//Week in review - 14 Jun 2019
AusCERT Week in Review for 14th June 2019
Happy Microsoft patch week! An updated Windows computer is a happy Windows computer (and will make us happy too!)
In other news, if you recall the Exim vulnerability we mentioned last week, it’s now being exploited in the wild so please patch as soon as you can!
Here’s a summary (including excerpts) of some of the more interesting stories we’ve seen this week:
Exim email servers are now under attack
Date Published: 14/06/2019
“Exim servers, estimated to run nearly 57% of the internet’s email servers, are now under a heavy barrage of attacks from hacker groups trying to exploit a recent security flaw in order to take over vulnerable servers, ZDNet has learned.
At least two hacker groups have been identified carrying out attacks, one operating from a public internet server, and one using a server located on the dark web.”
Date Published: 12/06/2019
“RAMBleed is a side-channel attack that enables an attacker to read out physical memory belonging to other processes. The implications of violating arbitrary privilege boundaries are numerous, and vary in severity based on the other software running on the target machine. As an example, in our paper we demonstrate an attack against OpenSSH in which we use RAMBleed to leak a 2048 bit RSA key. However, RAMBleed can be used for reading other data as well.”
Google decloaks Win-DoS bug before patch is released
Date Published: 12/06/2019
“Google’s Project Zero security team has decided to reveal the details of a denial of service (DoS) bug in Windows, after Microsoft said it would provide a patch outside the 90-day disclosure deadline.
Project Zero lifted the veil on the flaw, 91 days after it was disclosed to Microsoft.
The bug is found in the Windows cryptographic application programming interface, affecting the SymCrypt library arithmetic routines, Project Zero researcher Tavis Ormandy said.”
8.4TB in email metadata exposed in university data leak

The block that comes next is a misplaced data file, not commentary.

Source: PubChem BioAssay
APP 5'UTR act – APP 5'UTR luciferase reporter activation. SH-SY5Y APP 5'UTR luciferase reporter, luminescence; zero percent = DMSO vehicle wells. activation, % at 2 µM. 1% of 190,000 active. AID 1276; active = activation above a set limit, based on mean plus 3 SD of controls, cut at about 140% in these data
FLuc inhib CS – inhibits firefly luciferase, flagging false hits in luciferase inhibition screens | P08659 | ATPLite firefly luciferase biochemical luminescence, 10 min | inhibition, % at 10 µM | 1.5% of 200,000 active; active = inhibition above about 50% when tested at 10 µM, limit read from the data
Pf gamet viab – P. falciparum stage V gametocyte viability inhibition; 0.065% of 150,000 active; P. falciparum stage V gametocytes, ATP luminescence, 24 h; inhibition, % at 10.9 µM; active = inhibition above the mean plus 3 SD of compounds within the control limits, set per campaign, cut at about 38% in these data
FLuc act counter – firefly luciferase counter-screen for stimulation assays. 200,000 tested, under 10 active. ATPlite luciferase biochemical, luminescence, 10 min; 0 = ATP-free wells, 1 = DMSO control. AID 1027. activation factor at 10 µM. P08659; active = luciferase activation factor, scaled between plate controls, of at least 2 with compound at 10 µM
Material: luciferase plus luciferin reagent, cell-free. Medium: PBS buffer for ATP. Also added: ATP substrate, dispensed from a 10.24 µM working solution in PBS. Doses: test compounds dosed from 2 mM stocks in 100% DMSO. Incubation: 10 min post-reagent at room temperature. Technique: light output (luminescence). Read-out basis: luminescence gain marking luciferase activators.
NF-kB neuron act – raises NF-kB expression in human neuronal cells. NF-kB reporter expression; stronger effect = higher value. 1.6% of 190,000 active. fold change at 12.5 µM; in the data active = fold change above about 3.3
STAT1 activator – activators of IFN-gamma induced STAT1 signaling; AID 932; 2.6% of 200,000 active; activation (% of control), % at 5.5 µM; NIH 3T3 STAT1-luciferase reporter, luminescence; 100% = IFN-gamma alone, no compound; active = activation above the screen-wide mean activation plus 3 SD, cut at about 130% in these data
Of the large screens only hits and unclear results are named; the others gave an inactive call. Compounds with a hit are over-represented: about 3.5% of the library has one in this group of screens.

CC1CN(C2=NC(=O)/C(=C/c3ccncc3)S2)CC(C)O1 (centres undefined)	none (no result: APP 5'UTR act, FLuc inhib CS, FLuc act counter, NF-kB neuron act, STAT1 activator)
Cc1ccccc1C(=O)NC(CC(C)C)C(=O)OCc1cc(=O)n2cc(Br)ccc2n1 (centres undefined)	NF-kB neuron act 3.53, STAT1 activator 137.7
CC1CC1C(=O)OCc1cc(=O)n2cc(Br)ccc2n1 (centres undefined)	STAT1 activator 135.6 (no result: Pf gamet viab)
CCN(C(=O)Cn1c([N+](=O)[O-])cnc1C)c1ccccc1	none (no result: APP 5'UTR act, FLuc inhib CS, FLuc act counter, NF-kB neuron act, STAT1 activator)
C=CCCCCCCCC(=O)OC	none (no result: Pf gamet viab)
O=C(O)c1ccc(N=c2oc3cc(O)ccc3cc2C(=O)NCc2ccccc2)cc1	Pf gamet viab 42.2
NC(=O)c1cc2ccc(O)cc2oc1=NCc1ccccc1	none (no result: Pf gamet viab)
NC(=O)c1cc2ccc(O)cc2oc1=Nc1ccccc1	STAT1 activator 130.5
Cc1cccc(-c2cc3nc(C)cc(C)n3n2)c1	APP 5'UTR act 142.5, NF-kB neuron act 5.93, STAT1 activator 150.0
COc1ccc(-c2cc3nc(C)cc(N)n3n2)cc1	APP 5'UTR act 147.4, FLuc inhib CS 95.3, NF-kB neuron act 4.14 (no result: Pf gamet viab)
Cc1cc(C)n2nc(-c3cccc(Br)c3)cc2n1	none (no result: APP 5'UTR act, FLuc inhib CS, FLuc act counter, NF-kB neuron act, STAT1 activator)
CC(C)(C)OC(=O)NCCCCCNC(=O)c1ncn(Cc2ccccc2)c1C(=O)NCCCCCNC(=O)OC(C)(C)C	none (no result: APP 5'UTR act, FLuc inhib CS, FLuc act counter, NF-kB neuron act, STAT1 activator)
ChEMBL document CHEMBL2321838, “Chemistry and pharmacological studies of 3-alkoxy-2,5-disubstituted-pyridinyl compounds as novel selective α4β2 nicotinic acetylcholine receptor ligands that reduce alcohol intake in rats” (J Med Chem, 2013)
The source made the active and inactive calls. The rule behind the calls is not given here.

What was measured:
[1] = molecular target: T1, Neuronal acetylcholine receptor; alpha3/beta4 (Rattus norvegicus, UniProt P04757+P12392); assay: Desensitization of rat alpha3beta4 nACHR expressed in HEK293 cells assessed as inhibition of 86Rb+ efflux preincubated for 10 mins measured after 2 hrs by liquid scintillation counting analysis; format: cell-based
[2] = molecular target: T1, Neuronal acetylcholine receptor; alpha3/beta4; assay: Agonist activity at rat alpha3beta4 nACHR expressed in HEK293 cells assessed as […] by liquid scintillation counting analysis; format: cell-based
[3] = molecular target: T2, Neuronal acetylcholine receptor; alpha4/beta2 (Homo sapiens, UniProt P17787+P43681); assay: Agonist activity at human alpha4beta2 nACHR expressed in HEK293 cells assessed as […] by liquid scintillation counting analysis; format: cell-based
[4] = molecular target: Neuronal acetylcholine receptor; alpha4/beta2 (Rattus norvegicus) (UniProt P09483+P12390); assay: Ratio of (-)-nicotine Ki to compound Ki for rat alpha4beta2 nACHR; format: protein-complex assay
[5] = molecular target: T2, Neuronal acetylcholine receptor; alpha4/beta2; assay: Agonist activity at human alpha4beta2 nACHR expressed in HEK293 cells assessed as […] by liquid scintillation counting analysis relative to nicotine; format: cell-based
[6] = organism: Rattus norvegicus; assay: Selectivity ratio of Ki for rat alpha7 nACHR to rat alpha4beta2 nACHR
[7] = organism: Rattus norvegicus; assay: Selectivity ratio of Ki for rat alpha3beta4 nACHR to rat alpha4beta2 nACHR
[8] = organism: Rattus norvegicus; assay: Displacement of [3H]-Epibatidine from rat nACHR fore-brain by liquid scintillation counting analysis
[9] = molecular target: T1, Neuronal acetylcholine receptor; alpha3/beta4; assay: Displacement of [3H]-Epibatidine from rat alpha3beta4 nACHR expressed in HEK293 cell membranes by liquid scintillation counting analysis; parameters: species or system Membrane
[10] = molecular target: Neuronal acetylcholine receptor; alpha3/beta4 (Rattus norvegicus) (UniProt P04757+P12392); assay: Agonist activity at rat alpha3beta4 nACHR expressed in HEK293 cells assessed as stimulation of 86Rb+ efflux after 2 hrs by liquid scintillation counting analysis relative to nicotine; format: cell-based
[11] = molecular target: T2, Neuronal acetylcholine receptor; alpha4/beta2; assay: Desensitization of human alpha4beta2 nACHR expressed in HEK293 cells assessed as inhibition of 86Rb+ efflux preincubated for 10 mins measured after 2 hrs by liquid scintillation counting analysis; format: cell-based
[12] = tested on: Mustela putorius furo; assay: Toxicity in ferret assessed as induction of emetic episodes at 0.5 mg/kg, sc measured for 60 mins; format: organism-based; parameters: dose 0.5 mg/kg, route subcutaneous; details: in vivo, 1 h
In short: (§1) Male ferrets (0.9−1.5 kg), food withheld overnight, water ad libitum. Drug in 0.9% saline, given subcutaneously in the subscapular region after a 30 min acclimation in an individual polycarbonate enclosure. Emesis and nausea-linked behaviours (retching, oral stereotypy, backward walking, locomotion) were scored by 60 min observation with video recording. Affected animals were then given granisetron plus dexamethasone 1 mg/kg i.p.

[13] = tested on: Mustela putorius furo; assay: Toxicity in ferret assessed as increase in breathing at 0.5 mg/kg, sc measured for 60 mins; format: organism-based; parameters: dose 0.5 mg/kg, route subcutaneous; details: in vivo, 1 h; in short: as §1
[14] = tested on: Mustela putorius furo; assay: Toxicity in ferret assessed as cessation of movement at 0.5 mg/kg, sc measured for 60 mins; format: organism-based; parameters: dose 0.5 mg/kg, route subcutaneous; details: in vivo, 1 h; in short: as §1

Date Published: 10/06/2019
“An exposed database belonging to Shanghai Jiao Tong University exposed 8.4TB in email metadata after failing to implement basic authentication demands.
As described on the Rainbowtabl.es security blog, Paine found the ElasticSearch database through a Shodan search.
The open database contained 9.5 billion rows of data and was active at the time of discovery, given that its size increased from 7TB on May 23 to 8.4TB only a day later.”
Project Svalbard: The Future of Have I Been Pwned
Date Published: 11/06/2019
“Back in April during a regular catchup with the folks at KPMG about some otherwise mundane financial stuff (I’ve met with advisers regularly as my own financial state became more complex), they suggested I have a chat with their Mergers and Acquisition (M&A) practice about finding a new home for HIBP. I was comfy doing that; we have a long relationship and they understand not just HIBP, but the broader spectrum of the cyber things I do day to day. It wasn’t a hard decision to make – I needed help and they
had the right experience and the right expertise.”
Here are this week’s noteworthy security bulletins:
1) ASB-2019.0156 – Microsoft Windows: Multiple vulnerabilities
2) ESB-2019.2084 – vim: Execute arbitrary code/commands – Remote with user interaction
3) ESB-2019.2090 – Adobe Flash Player: Execute arbitrary code/commands – Remote with user interaction
4) ESB-2019.2101 – Intel Microprocessors: Access privileged data – Existing account
5) ESB-2019.2102 – Cisco IOS XE Software Web UI: Cross-site request forgery – Remote with user interaction
Stay safe, stay patched and have a good weekend!